By Josephine Amanda Jørgensen, Nadia Charlotte Dahlgren Petersen and Nicoline Bonø Reindel,
Sunday morning in April and the sun is shining. Although it is Sunday, Købmagergade is filled with people enjoying the weather. Copenhageners never waste a chance to get some vitamin D. As we reach Rundetårn the spring has gotten us all frisky and smiling. We are so ready for this exhibition!
We enter the great national landmark and make our way up the spiral passage. None of us have been in this tower since middle school and a nostalgic sense of national pride hits us as the climb gets more challenging. Finally we enter a huge room with white timbered walls and light plank flooring. We have reached the exhibition.
Kampala Street Fashion is an exhibition by the Danish designer and economist Marie Visti Hansen and the Ugandan photographer Jjumba Martin. The collaboration took place in Kampala in the summer of 2017. The idea with the exhibition is to show 50 photographs of ordinary women in Kampala in Uganda, one of the poorest countries in the world in which gender discrimination thrives well. In spite of this Ugandan women are highly visible in the city where their colourful and bright sense of fashion is very notable in the street scene.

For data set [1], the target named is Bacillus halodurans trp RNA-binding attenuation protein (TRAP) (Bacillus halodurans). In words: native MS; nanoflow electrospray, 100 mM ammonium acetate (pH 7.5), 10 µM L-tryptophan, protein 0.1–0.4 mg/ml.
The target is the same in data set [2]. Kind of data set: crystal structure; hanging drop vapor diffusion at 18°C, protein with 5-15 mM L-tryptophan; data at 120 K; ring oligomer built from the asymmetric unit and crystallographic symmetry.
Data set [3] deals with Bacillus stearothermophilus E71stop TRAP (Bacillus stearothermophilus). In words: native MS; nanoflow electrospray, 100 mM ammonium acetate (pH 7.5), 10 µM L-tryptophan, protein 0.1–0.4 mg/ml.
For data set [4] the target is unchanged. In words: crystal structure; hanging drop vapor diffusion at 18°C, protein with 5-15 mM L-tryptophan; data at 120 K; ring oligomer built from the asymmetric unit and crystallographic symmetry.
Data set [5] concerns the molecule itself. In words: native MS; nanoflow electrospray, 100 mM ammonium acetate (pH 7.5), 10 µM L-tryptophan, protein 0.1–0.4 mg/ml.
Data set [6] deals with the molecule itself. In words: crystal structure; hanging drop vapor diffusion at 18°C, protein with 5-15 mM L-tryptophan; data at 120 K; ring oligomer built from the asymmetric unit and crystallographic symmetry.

The photo project shows 50 very different women who in spite of different religions, body shapes and appearances all have two things in common; they exude a sense of power and self-confidence in their own bodies.
Almost every woman is wearing vibrant colours and often also traditional African wax prints. The bright colour range is in great contrast to the subdued exhibition room with its light walls and floor. The contrast makes the photographs stand out and allows us to focus solely on the Ugandan women.
In the background of the photographs, we see busy shops, cars, food stands and people crossing the streets of Kampala. It is fascinating how the women look totally calm, almost like they have eliminated the external elements or maybe have used them for their benefit. They seem indifferent of the noise in the streets. The strong and confident women combined with the colourful background gives the viewer a strong sense of how the streets of Kampala looks, sounds and smells – with the women in focus. The women have been captured in their natural environment and seem very natural and outstanding at the same time.
Even though the exhibition somehow becomes a bit anonymous due to the lack of voices of the Ugandan women, the 50 different photographs are still very powerful. For us, they raised topics of conversation like different ideas of beauty. The photographs remind us how important it is to have confidence in and love of yourself despite the pressures of beauty ideals.